” … aims to support a vibrant and successful science and research workforce that is as diverse as New Zealand. This will happen through the way policies are developed, encouraging diversity of people and perspectives as part of scientific process, challenging bias, and ensuring fair and inclusive funding processes.”

Specifically, it’s a commitment to:

·       collect and report on the diversity of science funding applicants,

·       review funding policies and process to understand their impact on inclusion and diversity,

·       ensure a diverse range of people and perspectives in science advisory, assessment and decision making bodies, and

·       showcase researchers from a diverse range of backgrounds and raise awareness of unconscious bias.

“This initiative is a big step towards everyone having a fair and equal opportunity to participate in our science system to their fullest potential,” says Dr Woods.

“Diversity of genders, ethnicities and career stages throughout the science community cannot be achieved without strong leadership, mentors and role models who challenge bias and encourage inclusivity at every step of the science process.”

The Point of Order blog reports a challenge to belief in the efficacy of diversification programmes, quoting a critique by Heather MacDonald, the Thomas W. Smith Fellow at the Manhattan Institute and a contributing editor of City Journal. She earned a BA from Yale University, an MA in English from Cambridge University, and a JD from Stanford Law School.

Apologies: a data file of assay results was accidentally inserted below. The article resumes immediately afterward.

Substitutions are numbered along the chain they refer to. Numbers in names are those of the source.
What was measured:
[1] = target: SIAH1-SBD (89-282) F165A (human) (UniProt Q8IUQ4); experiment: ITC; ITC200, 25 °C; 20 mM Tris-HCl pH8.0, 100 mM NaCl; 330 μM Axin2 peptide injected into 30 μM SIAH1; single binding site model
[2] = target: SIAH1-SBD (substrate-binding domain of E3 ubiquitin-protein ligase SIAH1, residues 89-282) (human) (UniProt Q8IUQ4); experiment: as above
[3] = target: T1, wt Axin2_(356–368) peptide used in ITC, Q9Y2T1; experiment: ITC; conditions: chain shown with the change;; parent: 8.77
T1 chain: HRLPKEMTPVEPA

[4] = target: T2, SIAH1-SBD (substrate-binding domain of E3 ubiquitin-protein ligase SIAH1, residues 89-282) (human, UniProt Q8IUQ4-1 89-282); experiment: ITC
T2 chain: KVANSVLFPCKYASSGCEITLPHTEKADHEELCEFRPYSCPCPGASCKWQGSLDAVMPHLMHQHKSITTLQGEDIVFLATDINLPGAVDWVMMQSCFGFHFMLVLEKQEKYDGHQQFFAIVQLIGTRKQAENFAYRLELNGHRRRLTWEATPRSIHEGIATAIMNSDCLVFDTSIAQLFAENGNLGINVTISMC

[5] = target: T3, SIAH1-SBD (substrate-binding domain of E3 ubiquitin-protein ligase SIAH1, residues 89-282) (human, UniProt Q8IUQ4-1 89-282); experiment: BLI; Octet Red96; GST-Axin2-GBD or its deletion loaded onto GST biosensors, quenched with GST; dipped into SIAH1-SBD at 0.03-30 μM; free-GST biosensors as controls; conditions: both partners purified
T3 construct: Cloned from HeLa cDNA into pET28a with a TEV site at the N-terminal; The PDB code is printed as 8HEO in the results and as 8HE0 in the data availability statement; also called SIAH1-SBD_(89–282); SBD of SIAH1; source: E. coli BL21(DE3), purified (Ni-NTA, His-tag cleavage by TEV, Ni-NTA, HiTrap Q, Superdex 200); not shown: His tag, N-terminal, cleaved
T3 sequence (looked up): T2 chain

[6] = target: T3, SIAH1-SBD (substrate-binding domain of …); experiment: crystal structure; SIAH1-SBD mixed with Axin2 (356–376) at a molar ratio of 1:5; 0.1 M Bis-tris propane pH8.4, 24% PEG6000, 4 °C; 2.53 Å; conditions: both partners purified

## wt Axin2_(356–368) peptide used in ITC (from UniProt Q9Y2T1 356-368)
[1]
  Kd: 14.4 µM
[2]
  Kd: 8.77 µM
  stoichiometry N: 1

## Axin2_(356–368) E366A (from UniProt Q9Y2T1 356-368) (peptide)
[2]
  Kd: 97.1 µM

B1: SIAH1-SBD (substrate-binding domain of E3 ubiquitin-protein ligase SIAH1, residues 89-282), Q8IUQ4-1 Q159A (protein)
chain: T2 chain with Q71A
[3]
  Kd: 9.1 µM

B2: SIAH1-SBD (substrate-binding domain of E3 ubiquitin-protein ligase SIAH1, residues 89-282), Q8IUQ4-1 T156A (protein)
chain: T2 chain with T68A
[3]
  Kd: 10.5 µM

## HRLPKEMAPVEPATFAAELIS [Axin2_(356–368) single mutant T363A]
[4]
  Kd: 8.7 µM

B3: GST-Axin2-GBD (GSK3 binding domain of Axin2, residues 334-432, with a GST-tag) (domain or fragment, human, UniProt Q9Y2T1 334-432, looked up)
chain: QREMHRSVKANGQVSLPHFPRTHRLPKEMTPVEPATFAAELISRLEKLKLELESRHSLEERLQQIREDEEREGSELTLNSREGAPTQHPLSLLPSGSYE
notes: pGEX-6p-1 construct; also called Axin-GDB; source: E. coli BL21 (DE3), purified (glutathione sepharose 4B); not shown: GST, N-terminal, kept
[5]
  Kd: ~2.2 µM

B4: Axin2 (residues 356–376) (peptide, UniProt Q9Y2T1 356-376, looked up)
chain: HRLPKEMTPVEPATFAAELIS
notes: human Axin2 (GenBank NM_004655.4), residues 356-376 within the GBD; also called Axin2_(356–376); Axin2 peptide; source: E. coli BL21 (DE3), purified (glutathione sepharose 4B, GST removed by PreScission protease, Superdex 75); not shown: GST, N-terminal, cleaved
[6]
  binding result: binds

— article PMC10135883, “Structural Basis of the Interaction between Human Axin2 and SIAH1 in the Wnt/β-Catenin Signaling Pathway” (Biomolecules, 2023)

She writes for several newspapers and periodicals, including The Wall Street JournalThe New York TimesThe New Criterion, and Public Interest, and is the author of four books, including The War on Cops: How The New Attack on Law and Order Makes Everyone Less Safe and The Diversity Delusion: How Race and Gender Pandering Corrupt the University and Undermine Our Culture (forthcoming September 2018).

She argues:

Marie Curie did not need female role models to investigate radioactivity. She was motivated by a passion to understand the world. That should be reason enough for anyone to plunge headlong into the search for knowledge.

As for the belief that diversity encourages excellence and that diverse thought is necessary to solve complex problems, MacDonald says this is ludicrous on multiple fronts.

“Aside from the fact that the one thing never sought in the academic diversity hustle is “diverse thought,” do [the champions of diversity] believe that females and underrepresented minorities solve analytical problems differently from males, whites, and Asians?